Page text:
Above: Market Transport obviously relied heavily on the Fordson BB from the mid1930s onwards, with two more seen here, AXM 390 and AXH 538 (both London, 1934), a six-wheeler on our left, the other a four-wheeler, sandwiched between two Bedford ‘OL’ vans, the one on the right operated by W E Lawrence, another carrier running insulated meat vans under the MTOL regulations. (CHC abh824)

Top left: Moving to London and going back in time, with some scenes around Smithfield in the early post-war years, here we have some vehicles belonging to Market Transport Ltd, based in Balham, a long-standing London meat haulier. The Fordson 7V, HXY 588 (London 1946-9), helps date the scene, as it looks pretty new. It is standing between a pre-war Fordson BB, ARK 814 (Croydon, 1935), and a lift-van on a draw-bar trailer. The MTOL number on the door of the 7V refers to the Meat Transport Organisation Limited, which controlled meat distribution from the start of World War II until disbanded in 1954, while MOT on the BB refers to Ministry of Transport, which again controlled the use of many private owners’ vehicles, as well as railway wagons. (CHC abh817)

Top right: A closer look at another of Market Transport’s Fordson BB vans, BUU 659 (London, 1935). This shows a livery variation, with the MTOL number again, an advert on the side for Brooke Bond ‘Dividend’ Tea, an unladen weight of 2 tons 4 cwt and speed limit of 30 mph. Of note also are the diagonal boarded front of the van and the single headlight. Market Transport’s BBs seem to have shared left and right headlights... There is a Bedford WT, FMH 626 (Middlesex 1936-7), behind the Fordson, while the MTOL number appears on the Dennis of appropriatelynamed R Butcher, UC 5258 (London 1928-9) in the background. (CHC abh818)

Top: Going further back to the dark days of World War II, we see Bedford WTL, JMT 744 (Middlesex, late 1938),, in the fl eet of W Stanley, another meat market carrier, outside the premises of Swift and Company, for many years a wellknown meat wholesaler. The vehicle looks in reasonable, condition, apart from damage to the grille. Note the masked headlights and white-painted extremities. (abl349)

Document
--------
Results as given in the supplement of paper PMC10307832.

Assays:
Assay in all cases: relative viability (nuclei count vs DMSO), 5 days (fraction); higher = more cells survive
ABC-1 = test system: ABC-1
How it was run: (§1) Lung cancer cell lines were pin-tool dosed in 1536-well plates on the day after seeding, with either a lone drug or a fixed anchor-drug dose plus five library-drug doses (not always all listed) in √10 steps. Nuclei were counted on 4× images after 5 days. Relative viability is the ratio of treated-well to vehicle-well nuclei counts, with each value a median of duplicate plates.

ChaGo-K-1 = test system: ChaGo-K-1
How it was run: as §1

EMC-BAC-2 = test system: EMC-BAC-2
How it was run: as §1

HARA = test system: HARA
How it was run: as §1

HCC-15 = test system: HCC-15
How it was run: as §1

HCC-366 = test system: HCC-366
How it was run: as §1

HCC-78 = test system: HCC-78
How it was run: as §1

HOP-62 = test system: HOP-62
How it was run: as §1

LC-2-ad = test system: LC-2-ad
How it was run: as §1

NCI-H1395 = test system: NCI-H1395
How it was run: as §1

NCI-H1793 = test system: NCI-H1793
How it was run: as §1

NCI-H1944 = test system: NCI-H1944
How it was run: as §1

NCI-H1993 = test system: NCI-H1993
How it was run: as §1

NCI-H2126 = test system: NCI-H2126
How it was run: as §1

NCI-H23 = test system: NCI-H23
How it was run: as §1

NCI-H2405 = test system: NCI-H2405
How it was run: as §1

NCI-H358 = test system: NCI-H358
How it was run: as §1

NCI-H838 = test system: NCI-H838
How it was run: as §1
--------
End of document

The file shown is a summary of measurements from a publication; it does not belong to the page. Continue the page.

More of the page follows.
Left: A bit further along the road, the photographer snapped W Stanley’s Albion, EMC 246 (Middlesex, 1936), with similar wartime markings and a driver in awfully grubby overalls... (CHC abl345)

Below: The vehicles of I Beer & Sons, the Bacon Specialists, were seen around Smithfi eld, as here, as well as its own premises in King Street, EC1. The picture shows a Dennis van, GN 6988 (London, late 1920s), in the company’s attractive livery (was it brown and cream, from memory?) with wartime markings and masked headlights, with a Fordson BB just seen to the right. To the left can be seen the rear of a ballast tractor, which would have delivered one of those lift-vans on a draw-bar trailer. The T Holton vehicle in the background looks like a 1930s Dodge. (CHC aaw676)

Top: An earlier or later shot, with some different vehicles in front of I Beer’s premises in King Street, left to right, the Dennis, GK 9374, the Fordson, BYK 244, plus YU 9356 (London, 1927), which I think is a Caledon, with a half van, half sided body, oil lamps, no proper doors and a label in the screen ‘Certifi ed Food Distributors’, which contrasts with the Fordson Thames-badged 7V with the earlier style grille on the right, GGC 371 (London, 1940), on which the young butcher is leaning – who said ‘cool’ was a modern concept? Notice, too, the adverts above the loading bay for ‘Aristos’ Bacon and ‘Merry Monk’ canned goods, not foods... (CHC aaw662)

Left: Another view of the vehicles in the earlier shot, plus the rear of an Austin 8 van, FXU 539 (London, 1939). The brand name, Aristos, of I Beer’s bacon appears on the sides of the Bedford vans. (CHC aaw675)

Bottom left: Now for a couple of shots, presumably at the rear of I Beer’s King Street premises, with the Transport Offi ce and probably ‘Goods Inwards’, with a reminder that food was often transported on platform vehicles in days gone by, like the hessianwrapped sides of bacon on Albion, FYR 675 (London, 1939). Beer’s Leyland Cub, ALW 819 (London, 1933) and another van, which was a late Bedford WT, AJG 703 (Canterbury, 1938) block the street behind. (CHC aaw671)

Below: Not the best of pictures, but it shows Beer’s Dennis 50 cwt forward control van, FYM 982, a Scammell Mechanical Horse, another Fordson 7V and another van, near the transport offi ce. (CHC aaw664)

Another view of a Market Transport Fordson 7V, HXY585, in the same series as the previously seen vehicle. These look as if they could have been new vehicles at the time and the reason for the Commercial Motor visit to Smithfi eld. Here the 7V van, showing its ULW of 2 tons 11 cwt and 30 mph speed limit on the fuel tank, is lined up with others, including one from the fl eet of H C Maile, another long-standing Smithfi eld carrier. (CHC831)

Here’s another well-known name from the past for Londoners, I Beer & Sons, the Bacon Specialists. The company had quite a large and varied fleet, seen around Smithfield and, as here, outside its own premises in King Street, EC1. From right to left, we have two Bedford BYC vans, BFN 143 and 273 (Canterbury, 1939), flanking a horse-drawn cart, it’s motive power enjoying a snack; then there’s two Fordson BB vans, BYK 244 and CGF 934 (both London, 1935) – a popular choice of vehicle in this business at that time – and another Dennis, GK 9374 (London, 1930). It looks as if the Albion CX, FK 9460 (Worcester, 1939 – rather than EK, a 1933 Wigan mark), of Bailey & Turner, is loading at the next-door premises of provisions merchants, George, Bowles, Nicholls & Co Ltd, along with the Southern Railway trailer. (CHC aaw667)